The study and analysis of international relations of other Countries and Peoples are a prerequisite for the advancement of peace and an intrinsic requirement for promoting globalization and respect for diversity. This is all part of the mutual cultural exchanges that include travels and visits of people, as well as transmission of experiences, mutual influence of customs and traditions, dissemination of ideas, politics, literature, art, etc. There are various channels for exchanges, such as government envoys, citizens studying abroad, trade, craftsmen, etc. Wars and imprisonment also provided channels for exchanges related to international relations.
In this regard, we should recall when the Venetian Marco Polo was captured by the Genoese and dictated to the Pisan Amedeo Rustico, known as Rustichello, the well-known travelogue Il Milione(The Travels of Marco Polo). Marco Polo brought – inter alia – the world’s first account, outside the borders of Asia, of the complete life of Buddha, with the addition of the construction of the statue in his honour and the news of the eighty-four zoomorphic incarnations popularized by his father.
But let us revert to our topic. In modern times, in this era of deepening economic internationalization and regional groupings, the soft power role played by culture has become increasingly important in the projection of foreign policy – in particular – and international relations. Therefore, strengthening cultural exchanges between Italy and the People’s Republic of China and other countries is therefore an essential part of the modernization and advancement process that is taking giant steps in your country in the development of the Chinese People: in this way all countries reap mutual benefits.
The depth and breadth of cultural exchanges between the People’s Republic of China and other countries vary, and the degree of influence and results achieved also change from era to era.
However, they are a historical need, and the Middle Empire’s ancient process of exchanges and interactions has always brought about reasons for coexistence and peace.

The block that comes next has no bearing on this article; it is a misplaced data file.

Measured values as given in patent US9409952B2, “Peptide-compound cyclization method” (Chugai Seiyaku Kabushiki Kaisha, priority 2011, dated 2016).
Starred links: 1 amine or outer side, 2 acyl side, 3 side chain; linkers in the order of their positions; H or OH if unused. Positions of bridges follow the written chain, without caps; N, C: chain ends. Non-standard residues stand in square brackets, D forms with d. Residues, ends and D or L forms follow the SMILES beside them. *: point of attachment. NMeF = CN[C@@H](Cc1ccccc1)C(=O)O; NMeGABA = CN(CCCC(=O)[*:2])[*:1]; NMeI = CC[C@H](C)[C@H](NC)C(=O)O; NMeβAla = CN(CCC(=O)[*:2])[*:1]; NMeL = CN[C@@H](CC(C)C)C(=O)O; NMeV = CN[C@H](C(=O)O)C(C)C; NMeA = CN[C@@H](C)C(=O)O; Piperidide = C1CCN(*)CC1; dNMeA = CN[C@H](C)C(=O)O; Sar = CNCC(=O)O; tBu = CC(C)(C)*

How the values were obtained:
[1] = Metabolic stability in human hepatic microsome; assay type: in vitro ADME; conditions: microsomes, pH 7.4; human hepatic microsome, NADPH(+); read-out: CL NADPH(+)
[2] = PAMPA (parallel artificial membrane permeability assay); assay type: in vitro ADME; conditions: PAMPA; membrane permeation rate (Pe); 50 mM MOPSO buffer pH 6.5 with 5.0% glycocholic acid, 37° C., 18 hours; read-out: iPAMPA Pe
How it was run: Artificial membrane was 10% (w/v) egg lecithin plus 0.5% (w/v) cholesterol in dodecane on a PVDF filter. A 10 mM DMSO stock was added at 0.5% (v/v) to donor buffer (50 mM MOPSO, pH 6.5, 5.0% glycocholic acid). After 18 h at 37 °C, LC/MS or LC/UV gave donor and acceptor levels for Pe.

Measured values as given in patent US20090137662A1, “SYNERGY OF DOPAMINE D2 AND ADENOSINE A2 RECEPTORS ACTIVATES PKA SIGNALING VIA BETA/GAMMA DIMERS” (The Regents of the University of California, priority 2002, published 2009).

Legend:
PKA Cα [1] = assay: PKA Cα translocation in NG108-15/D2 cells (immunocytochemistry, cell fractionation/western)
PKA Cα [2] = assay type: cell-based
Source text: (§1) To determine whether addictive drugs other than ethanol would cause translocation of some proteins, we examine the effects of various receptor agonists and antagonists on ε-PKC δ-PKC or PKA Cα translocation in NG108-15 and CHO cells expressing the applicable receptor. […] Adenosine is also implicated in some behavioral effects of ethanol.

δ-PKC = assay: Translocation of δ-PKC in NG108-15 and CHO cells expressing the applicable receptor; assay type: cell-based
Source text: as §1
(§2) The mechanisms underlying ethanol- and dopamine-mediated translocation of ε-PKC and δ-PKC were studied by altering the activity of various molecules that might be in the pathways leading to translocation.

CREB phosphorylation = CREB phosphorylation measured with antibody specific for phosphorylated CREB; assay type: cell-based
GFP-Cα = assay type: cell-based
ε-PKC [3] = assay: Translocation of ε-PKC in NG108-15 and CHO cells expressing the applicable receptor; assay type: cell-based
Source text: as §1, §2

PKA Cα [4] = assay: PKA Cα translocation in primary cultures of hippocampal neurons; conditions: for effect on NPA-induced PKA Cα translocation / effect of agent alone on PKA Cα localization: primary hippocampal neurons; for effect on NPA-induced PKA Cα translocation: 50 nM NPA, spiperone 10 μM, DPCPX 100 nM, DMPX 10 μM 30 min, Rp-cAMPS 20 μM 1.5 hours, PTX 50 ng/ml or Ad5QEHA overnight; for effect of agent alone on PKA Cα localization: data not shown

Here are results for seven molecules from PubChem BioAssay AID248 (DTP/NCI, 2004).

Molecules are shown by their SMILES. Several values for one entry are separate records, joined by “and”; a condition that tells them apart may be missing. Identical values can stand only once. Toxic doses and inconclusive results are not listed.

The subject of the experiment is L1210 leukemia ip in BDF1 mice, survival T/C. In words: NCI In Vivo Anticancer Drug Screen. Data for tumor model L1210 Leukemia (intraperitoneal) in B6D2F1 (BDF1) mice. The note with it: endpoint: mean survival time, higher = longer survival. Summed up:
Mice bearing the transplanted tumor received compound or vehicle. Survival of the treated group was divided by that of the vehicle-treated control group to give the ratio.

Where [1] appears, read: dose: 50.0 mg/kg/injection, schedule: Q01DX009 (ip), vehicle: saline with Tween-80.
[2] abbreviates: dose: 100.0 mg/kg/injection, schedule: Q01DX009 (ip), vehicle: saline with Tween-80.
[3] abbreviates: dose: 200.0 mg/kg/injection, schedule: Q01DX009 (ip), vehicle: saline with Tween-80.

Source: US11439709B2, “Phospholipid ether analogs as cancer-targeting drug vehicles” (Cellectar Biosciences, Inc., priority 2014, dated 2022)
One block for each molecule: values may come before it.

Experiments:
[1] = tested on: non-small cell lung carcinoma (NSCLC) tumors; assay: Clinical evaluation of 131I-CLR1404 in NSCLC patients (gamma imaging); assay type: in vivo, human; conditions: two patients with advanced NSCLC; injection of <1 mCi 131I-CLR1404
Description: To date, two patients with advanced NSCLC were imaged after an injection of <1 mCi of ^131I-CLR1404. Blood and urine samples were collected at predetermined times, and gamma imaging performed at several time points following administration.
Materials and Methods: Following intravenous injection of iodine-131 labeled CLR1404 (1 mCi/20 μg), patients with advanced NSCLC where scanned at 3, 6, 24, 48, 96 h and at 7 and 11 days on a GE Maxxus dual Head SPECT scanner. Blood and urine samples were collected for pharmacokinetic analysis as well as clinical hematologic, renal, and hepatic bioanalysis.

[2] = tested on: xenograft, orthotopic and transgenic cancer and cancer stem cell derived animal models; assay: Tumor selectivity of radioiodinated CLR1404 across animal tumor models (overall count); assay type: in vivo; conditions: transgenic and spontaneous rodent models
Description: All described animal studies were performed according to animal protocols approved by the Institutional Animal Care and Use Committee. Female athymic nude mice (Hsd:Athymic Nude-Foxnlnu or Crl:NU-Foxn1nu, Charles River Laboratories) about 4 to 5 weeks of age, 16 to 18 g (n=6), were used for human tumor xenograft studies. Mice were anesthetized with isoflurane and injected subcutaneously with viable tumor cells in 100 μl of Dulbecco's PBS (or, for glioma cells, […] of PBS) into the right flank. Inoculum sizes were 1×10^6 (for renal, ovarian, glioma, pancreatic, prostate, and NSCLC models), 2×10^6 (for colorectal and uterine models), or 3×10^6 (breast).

The cultural exchanges and mutual travels of great political figures and ordinary citizens like me foster:
1. the promotion of culture in the world, as well as the expansion of common attractiveness and influence, and improve the cultural competitiveness of countries and the overall national strength of each State;
2. the knowledge and assimilation of the outstanding cultural achievements of the various ethnic groups and nationalities that make up the People’s Republic of China;
3. mutual learning between the various cultures of our two countries, drawing on the parties’ strengths and weaknesses, maintaining the diversity of world culture and promoting prosperity and development;
3. the strengthening of friendship and mutual understanding between countries and peoples, fostering friendly and cooperative relations with people from all States of the world, promoting peace and development while striving to build a harmonious future for all.
The meaning of all this is reaffirmed mainly by the two aspects of foreign policy and international relations. The evolution of the meaning of both of these features also implies the direction of development in meeting world’s basic needs, and facing the harsh natural environment, for improving the quality of life where people are born, grow and work.
On the basis of these founding principles of peaceful coexistence, I would like to modestly and briefly outline the policies, and recent history of international relations of the People’s Republic of China, as I have learnt them over the course of my life both as a student, as a mere traveller, and in subsequent readings and insights and thanks to the friendship ties I have the honour of entertaining with China’s highest dignitaries.
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The highlights of China’s history can be summarized in the Chinese Communist Party’s realization that it has finally emerged from both the structural and superstructural contradictions, which have
accompanied its century-long struggle for the redemption of the People and all of China against Western imperialism, former Soviet social-imperialism, colonialism, and neocolonialism.
The People’s Republic of China and the Communist Party of China are demonstrating to the peoples downtrodden and oppressed by the superpowers of the past and of today that it is possible to break free from third-party domination through the ability to rely on one’s own strengths, while being – like China itself – developing and emerging countries. This means to strive for multipolarism in a world that should not have colonizers and colonized people.
Through its ability to constantly summarize history and always maintain a balance, the CPC has avoided the mistakes of other